As much as I liked this unit, I never ran it overnight, only while I was awake for the aforementioned reasons, and then restarted it in the morning to warm the boat back up.
Lastly, propane is a very “wet” fuel. In weather under 45°, you’re going to get a lot of condensation, and that will lead to mildew problems. You’ll need to wipe down the ceiling and walls on chilly mornings.
Diesel Heater Options
When my unit finally quit, I looked around for a replacement and discovered diesel heaters, sometimes referred to as “parking”, or “bunk” heaters. You might be familiar with the Webasto or Espar units, made in Germany and the US respectively. Truckers frequently use these heaters for cabin heating and they start at $1000. and up. Defender carries one model at $3200. You might find one new on eBay for a couple of hundred less.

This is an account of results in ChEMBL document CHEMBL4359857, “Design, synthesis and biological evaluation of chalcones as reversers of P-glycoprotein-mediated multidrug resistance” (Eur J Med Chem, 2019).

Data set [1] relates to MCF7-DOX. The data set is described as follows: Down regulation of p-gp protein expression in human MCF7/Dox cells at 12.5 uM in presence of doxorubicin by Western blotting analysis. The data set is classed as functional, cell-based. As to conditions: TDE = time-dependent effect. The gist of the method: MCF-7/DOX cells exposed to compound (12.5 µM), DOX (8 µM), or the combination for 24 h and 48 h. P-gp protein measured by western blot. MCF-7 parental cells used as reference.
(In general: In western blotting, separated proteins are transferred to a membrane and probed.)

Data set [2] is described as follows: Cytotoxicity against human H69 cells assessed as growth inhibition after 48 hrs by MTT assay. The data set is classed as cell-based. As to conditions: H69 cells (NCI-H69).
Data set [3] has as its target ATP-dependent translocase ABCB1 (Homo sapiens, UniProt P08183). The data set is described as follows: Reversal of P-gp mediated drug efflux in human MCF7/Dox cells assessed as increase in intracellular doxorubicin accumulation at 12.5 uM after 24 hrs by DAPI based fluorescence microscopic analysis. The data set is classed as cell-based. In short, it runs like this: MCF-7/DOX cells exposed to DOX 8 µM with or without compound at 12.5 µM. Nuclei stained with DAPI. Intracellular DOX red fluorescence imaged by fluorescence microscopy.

These are very versatile units with several advantages. First of all, you don’t have to mount the unit within your living space. You can mount it in an outside locker and run ductwork into your boat.
This means that the heater’s exhaust is outside your living area, improving safety.
They run on diesel, as the name implies. If you want, you can plumb one into your onboard diesel, rather than use the small tank supplied with them.
But… but…. Over $1000 for a unit I might use for a few weeks while going south?
I know – painful, that’s what I thought too. Then, courtesy of Google, I discovered Chinese diesel heaters.
Chinese-Made Diesel Heaters